Inside the collective snowflake tantrum that tried to get scholar Camille Paglia fired

Shall the lunatics always be in the right to take over the asylum? With the rise of the academic snowflake, this seems to be the mentality these days.

It's what it's come to as one reads about the disgusting efforts of student snowflakes at Philadelphia's University of the Arts to take over the university's hiring decisions and force it to fire distinguished scholar Camille Paglia, a woman whose intellectual heft is probably why the place is called 'university' instead of 'college' now.

I wrote about it a bit earlier, but this new report just out from The Atlantic, called 'Camille Paglia Can't Say That' shows just how bad it really got.

“Camille Paglia should be removed from UArts faculty and replaced by a queer person of color,” an online petition declares. “If, due to tenure, it is absolutely illegal to remove her, then the University must at least offer alternate sections of the classes she teaches, instead taught by professors who respect transgender students and survivors of sexual assault.” Regardless, the students behind the petition want her banned from holding speaking events or selling books on campus. In their telling, her ideas “are not merely ‘controversial,’ they are dangerous.”



After reading that piece, all I could think was: Since when do little punks who are supposedly there to be 'educated' and willingly choose the University of the Arts as their educational place, get to say who teaches them - or rather, the kids who sign up for her, I am sure, very full, classes? Kids are there to learn, not dictate the lesson before it's given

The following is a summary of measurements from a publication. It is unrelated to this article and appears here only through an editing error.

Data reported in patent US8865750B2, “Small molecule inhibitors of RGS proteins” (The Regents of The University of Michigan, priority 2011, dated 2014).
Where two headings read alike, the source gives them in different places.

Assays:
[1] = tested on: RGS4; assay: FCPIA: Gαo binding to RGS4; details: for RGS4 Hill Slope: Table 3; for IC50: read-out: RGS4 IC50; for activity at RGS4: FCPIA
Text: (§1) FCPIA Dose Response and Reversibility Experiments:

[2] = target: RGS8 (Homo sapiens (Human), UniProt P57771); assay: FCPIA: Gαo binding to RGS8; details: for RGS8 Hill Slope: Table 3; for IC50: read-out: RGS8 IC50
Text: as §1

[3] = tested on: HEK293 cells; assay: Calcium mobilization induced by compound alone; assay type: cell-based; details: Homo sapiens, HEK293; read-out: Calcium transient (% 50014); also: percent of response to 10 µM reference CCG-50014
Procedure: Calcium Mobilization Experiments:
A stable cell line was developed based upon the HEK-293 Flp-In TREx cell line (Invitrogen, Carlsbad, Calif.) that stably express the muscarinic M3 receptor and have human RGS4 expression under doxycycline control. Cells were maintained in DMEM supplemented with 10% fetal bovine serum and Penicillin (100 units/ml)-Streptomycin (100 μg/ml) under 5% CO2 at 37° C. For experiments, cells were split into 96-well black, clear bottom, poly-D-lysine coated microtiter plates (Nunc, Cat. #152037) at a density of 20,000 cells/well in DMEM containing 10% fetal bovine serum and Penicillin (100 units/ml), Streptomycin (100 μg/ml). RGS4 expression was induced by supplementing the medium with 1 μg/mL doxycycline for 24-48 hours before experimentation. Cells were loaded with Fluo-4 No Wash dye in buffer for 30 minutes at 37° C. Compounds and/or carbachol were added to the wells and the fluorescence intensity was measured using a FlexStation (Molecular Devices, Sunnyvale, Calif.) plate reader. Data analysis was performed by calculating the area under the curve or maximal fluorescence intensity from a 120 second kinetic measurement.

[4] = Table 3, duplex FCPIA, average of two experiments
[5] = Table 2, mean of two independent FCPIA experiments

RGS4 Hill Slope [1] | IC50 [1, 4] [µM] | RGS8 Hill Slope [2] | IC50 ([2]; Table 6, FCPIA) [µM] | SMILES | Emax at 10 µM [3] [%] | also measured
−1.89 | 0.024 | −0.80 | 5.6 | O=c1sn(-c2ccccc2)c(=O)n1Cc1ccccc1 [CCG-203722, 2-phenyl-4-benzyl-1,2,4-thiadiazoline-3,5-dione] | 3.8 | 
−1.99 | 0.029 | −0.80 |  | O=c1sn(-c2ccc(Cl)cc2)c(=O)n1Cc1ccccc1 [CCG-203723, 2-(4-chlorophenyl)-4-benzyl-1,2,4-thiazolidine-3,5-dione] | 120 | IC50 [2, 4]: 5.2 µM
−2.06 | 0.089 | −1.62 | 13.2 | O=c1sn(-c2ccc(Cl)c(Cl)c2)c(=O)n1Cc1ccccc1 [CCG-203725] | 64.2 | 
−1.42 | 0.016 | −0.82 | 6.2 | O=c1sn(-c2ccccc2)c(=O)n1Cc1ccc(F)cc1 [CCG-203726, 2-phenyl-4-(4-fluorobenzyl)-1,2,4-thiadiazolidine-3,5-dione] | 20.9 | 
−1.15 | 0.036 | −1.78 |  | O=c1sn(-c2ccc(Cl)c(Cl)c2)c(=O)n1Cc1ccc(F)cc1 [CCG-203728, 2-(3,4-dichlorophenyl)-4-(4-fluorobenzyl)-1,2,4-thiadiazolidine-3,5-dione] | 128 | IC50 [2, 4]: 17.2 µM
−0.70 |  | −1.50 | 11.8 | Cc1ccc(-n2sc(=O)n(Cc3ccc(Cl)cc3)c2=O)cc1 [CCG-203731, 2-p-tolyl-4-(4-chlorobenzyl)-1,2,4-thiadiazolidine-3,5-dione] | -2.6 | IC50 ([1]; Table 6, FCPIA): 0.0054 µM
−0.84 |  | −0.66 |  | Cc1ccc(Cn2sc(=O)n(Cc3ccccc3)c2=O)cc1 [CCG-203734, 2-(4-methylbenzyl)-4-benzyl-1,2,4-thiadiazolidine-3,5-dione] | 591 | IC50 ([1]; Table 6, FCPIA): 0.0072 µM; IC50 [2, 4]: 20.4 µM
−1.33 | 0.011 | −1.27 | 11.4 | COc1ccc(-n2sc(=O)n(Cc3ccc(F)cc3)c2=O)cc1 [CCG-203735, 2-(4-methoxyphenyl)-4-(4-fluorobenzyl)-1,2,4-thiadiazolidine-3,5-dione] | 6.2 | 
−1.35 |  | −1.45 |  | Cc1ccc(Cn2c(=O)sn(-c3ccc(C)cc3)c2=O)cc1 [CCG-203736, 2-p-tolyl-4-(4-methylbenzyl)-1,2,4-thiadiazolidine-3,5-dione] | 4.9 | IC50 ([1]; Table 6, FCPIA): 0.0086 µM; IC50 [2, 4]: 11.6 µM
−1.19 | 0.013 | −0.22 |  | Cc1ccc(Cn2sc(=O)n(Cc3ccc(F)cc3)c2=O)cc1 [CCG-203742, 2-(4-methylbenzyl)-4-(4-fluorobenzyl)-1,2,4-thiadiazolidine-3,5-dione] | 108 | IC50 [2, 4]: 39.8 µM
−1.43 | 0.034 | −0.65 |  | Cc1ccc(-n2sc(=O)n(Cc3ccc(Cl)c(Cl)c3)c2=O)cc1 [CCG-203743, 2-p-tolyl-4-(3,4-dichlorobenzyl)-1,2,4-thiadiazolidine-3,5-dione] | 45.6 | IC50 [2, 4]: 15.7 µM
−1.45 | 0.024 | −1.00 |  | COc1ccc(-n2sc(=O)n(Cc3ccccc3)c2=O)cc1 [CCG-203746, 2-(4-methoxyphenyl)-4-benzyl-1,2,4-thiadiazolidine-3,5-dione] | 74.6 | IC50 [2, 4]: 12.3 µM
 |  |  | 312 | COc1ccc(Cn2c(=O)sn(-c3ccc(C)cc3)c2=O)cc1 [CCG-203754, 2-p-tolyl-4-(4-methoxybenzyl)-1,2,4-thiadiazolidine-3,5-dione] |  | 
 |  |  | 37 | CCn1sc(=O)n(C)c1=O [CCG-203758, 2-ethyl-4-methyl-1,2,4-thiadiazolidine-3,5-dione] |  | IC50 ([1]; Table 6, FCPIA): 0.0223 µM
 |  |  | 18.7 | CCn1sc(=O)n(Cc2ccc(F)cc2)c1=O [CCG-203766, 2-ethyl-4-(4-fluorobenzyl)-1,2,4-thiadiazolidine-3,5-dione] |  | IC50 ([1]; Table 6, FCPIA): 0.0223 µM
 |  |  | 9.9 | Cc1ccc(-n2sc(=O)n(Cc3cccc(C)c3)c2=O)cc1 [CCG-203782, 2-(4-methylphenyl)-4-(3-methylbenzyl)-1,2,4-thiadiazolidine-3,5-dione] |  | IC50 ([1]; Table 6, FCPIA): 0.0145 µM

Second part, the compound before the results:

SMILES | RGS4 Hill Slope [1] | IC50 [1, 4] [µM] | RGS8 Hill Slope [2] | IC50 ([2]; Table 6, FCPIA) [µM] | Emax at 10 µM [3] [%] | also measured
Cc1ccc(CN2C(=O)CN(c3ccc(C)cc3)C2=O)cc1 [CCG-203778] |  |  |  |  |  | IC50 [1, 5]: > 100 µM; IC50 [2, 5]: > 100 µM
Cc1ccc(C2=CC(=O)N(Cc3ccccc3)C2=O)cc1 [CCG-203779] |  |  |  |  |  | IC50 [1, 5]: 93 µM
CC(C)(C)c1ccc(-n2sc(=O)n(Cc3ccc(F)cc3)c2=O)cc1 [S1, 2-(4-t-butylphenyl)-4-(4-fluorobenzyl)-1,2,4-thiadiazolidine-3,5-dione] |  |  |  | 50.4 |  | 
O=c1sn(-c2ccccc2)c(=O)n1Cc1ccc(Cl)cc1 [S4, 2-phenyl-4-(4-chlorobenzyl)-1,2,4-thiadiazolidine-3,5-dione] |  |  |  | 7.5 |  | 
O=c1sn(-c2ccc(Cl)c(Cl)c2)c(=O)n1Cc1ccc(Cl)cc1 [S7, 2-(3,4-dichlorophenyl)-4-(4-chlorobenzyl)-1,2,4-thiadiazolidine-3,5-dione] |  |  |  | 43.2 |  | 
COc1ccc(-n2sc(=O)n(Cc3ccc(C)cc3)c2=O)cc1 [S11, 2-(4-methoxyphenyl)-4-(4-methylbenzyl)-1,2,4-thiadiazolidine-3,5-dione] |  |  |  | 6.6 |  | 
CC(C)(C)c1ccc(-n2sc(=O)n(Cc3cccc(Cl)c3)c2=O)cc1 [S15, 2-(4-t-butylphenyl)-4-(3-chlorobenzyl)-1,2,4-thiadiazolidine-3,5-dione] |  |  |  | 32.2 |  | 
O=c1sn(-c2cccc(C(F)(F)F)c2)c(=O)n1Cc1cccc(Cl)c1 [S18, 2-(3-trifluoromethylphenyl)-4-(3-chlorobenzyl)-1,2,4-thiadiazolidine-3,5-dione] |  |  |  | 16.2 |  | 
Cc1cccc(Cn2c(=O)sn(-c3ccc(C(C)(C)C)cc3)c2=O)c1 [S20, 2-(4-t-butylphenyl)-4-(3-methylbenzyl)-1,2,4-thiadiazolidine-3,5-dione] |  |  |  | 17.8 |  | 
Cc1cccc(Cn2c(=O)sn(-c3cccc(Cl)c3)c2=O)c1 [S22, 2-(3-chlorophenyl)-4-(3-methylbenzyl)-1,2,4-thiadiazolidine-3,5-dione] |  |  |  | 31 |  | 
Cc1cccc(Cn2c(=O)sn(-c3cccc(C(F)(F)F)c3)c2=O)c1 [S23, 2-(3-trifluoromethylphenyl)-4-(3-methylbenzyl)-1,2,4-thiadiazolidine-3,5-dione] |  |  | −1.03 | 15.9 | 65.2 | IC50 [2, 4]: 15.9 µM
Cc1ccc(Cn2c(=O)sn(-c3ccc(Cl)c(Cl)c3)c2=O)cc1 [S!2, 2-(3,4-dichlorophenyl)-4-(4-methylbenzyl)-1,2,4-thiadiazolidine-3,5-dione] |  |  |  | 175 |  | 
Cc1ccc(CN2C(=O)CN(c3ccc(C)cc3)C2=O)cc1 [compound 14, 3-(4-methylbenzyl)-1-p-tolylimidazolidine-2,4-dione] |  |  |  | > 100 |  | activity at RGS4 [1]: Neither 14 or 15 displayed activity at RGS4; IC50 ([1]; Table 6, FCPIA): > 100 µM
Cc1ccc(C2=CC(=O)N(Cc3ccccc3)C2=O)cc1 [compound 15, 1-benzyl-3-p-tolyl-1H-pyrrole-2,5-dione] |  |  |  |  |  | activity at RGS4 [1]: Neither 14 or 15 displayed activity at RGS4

Paglia is a powerful thinker whose independent-minded scholarship and willingness to say things that scare snowflakes, (such as: Knock it off on the fake victim act, as the Atlantic piece describes) is precisely why many arts students actually go to the University of the Arts in the first place. People with authentic arts orientation tend to prefer someone who can teach them how to think independently if not credibly present the shock of the new. Since I've been an art student, I can insist that that's what it's all about.

And as the Atlantic piece notes, Paglia didn't turn controversial yesterday, she's always been controversial - just the story of how her first book came to be published tells a lot about that. The snowflakes' claim that she has 'gotten worse' is complete baloney, the product of kids growing up in the arrogance of the present, the ego of 'my experience' being the ony point of reference and failing to look up any of the things that came before them. Which is precisely what Paglia, with her deep wellspring of knowledge about cultural mores and contexts could actually teach them, assuming they had any brains and willingness to learn.

Their rebellion is pure childishness, wanting the world to revolve around their own worldview, and trying to sweep out anyone who says anything that challenges it. It raises questions as to why are these people at the college at all - their protests suggest they aren't open to learning anything new. Since they don't want to learn anything, I have a better idea for these snowflakes' future: The university ought to expel them.


Image credit: Fronteiras do Pensamento, via Wikimedia Commons // CC BY-SA 4.0





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